Step Into the Story: What Will Virtual Reality Mean for News, Entertainment, Art, and Democracy?

VR Event13 300x200 - Step Into the Story: What Will Virtual Reality Mean for News, Entertainment, Art, and Democracy?
Provost Poon at Step Into The Story VR Event

On Monday, Sept. 17, 2018, faculty, students, and staff made their way to the Playa Vista campus to “Step Into the Story” with Nonny de la Peña and her team from the Emblematic Group. De la Peña, a visionary storyteller who is widely known as the ‘Godmother of VR,’ presented on augmented and virtual reality and how this rapidly advancing technology is changing storytelling, journalism, and lives.

“VR is the most effective form of communication that I have ever used,” said de la Peña.

Immersive media – and journalism – allows the user to have a first-person experience of a news event or situation. Journalists and filmmakers can tell their stories in a way that touches upon multiple aspects of the human experience and users often have powerful emotional and empathetic reactions.

“Nonny’s presentation was a perfect kickoff for the PV campus – an exploration of both the great opportunities that VR offers for enhancing how we tell stories and as a means of deepening our sense of empathy, as well as the myriad of ethical challenges that such technologies present,” said Elizabeth Drummond, associate professor and chair of history. The history department organized the event as the kickoff BCLA event at the new LMU campus at Playa Vista.

De la Peña discussed her breakthrough project, Hunger in Los Angeles, a VR experience based on the audio of a man collapsing in a diabetic coma while waiting in line for food outside of a downtown Los Angeles food bank. Working on a tight $700 budget, de la Peña used an actor in a motion capture suit to play all of the roles and built the goggle prototype in her mother’s garage. The piece, which shines a spotlight on the effects of hunger and an overburdened local food system, premiered at the Sundance Film Festival in 2014, where actress Gina Rodriguez came out of the experience crying.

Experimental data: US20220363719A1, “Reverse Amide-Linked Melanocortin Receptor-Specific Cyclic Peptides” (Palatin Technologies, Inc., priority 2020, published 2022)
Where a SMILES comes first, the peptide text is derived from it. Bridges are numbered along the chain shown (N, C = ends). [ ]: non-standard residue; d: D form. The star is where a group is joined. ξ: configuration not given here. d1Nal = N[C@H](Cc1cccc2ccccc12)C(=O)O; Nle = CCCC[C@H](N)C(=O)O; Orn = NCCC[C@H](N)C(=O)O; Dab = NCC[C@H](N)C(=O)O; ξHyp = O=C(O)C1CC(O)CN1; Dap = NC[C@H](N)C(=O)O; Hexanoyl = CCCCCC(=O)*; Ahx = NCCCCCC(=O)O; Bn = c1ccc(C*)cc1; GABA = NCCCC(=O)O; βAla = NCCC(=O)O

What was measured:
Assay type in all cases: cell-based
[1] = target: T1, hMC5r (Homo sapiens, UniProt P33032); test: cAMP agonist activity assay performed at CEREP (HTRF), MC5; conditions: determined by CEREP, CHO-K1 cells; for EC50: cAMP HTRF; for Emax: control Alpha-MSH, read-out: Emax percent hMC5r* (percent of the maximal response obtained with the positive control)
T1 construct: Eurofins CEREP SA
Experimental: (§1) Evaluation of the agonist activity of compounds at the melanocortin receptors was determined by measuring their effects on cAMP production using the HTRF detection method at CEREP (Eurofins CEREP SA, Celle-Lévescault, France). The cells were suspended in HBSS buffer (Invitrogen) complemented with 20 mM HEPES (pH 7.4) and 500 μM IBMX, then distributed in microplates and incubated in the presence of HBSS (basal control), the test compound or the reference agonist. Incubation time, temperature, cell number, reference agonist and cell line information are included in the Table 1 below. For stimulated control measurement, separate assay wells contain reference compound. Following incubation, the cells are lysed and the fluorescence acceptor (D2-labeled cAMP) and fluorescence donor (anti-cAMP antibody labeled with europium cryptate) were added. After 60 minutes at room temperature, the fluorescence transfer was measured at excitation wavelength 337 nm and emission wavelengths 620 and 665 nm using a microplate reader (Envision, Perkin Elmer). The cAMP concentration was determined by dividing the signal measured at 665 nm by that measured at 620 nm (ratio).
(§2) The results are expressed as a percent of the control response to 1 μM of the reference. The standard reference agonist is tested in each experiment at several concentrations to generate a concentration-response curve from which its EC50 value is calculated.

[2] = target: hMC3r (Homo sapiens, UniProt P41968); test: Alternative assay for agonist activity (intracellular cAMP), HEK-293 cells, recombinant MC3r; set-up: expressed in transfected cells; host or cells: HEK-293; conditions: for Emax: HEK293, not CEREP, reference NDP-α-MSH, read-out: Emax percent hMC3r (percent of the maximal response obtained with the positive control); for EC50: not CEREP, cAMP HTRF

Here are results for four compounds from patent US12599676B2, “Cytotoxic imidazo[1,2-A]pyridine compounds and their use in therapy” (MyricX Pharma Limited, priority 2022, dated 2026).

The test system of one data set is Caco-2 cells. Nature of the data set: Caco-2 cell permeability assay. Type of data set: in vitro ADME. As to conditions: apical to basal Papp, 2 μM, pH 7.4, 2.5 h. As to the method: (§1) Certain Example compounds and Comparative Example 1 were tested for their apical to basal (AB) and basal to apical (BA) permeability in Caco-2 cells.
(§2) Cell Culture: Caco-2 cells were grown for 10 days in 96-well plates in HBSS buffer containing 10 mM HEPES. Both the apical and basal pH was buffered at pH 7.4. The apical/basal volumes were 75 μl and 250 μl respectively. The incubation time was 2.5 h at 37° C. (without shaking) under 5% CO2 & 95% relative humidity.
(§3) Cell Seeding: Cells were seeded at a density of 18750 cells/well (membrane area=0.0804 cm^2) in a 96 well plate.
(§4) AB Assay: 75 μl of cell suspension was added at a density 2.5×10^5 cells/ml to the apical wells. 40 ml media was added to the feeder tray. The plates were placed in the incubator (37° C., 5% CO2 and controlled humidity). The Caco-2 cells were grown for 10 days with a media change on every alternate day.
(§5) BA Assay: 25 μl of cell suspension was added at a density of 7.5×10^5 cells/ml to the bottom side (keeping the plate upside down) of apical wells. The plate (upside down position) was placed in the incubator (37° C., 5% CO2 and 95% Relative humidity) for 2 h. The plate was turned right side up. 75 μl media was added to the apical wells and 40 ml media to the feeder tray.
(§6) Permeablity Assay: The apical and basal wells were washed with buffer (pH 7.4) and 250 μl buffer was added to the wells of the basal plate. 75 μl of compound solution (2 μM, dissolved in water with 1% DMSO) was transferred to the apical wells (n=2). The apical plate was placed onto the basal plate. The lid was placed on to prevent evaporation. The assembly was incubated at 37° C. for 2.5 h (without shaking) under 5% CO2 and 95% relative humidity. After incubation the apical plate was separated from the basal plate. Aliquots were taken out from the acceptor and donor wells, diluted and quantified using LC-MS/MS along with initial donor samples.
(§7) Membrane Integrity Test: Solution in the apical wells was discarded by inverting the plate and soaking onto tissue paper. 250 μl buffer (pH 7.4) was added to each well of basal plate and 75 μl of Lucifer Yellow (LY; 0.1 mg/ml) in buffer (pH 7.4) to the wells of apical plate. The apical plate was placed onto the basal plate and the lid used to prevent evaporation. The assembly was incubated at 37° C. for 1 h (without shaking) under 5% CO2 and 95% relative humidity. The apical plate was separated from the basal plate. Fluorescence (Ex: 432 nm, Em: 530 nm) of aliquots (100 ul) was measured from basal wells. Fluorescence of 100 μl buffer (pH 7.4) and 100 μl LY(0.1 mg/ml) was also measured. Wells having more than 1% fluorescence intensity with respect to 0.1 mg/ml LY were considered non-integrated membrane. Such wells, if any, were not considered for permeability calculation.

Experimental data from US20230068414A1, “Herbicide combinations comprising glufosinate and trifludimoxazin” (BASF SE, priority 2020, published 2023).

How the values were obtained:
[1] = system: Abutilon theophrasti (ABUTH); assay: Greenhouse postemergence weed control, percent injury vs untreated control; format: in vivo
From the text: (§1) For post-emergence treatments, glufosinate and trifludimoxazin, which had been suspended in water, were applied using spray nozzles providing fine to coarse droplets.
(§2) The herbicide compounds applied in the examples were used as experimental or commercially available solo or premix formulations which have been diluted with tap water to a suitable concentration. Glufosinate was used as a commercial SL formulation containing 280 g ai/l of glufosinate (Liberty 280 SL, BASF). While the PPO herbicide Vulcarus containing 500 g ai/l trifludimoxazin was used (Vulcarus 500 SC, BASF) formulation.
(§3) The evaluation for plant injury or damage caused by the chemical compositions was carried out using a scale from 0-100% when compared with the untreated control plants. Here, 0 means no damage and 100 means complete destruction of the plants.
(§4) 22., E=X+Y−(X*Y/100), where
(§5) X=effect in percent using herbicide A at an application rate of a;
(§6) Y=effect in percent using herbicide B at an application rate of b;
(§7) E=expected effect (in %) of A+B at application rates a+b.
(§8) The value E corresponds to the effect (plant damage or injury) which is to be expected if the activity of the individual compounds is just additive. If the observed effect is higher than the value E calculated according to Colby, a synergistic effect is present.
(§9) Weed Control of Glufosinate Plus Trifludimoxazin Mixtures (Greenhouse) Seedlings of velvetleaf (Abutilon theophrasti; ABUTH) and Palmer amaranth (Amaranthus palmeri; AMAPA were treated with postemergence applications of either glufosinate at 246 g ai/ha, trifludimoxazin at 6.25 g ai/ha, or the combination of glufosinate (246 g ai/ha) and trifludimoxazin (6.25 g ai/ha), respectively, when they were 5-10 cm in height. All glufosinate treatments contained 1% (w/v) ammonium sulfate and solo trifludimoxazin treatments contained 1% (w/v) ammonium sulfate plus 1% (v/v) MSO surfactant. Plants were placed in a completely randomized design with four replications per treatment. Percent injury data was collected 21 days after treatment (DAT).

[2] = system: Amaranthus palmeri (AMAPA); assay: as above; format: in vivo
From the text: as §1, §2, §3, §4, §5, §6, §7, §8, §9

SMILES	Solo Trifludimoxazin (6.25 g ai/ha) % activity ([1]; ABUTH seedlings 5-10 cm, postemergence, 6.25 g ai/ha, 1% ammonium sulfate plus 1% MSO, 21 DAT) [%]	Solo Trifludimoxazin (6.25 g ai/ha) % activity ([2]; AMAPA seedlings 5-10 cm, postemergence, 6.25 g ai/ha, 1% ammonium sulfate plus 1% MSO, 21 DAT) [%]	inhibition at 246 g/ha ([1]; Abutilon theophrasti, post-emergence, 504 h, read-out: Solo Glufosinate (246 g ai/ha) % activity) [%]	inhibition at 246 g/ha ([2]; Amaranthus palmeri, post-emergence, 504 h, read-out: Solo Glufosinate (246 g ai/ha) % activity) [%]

This type of response continued throughout the festival, and de la Peña knew she was on to something. Since then she has produced pieces on the border death of Anastacio Hernandez Rojas, the Syrian crisis and its refugee children, domestic violence, abortion clinic protesters, and global warming.

Emblematic Group shared their project Greenland Melting throughout the day and after the event in two classrooms at the Playa Vista campus. Visitors, including Provost Thomas Poon, were transported to Greenland’s majestic glaciers. Using VR, they traveled across nine different locations throughout the country to experience the effects of a changing arctic.

De la Peña is optimistic about the future of VR, believing that new technology will soon make the medium widely available. The Emblematic team is currently developing a new platform called ‘Reach.’ Once complete, it will provide an open door for content authorship, empowering new voices to tell their own stories.

The “Godmother of VR” is also conscious of the problem of female representation in VR, both as creators and consumers. “We need women on panels, at conferences, and in mentorship roles. We also need women who can code, produce, write, and finance,” she said.

After her presentation, de la Peña joined in a conversation with two LMU faculty members, Amy Woodson-Boulton, from the history department, and Evelyn McDonnell, from Journalism. The audience then engaged in a lively discussion about the possibilities and dangers of these new technologies.

Immersive storytelling has the potential to use the virtual world to close gender and social gaps in the real world through inclusivity, diversity, and the power of shared experiences.

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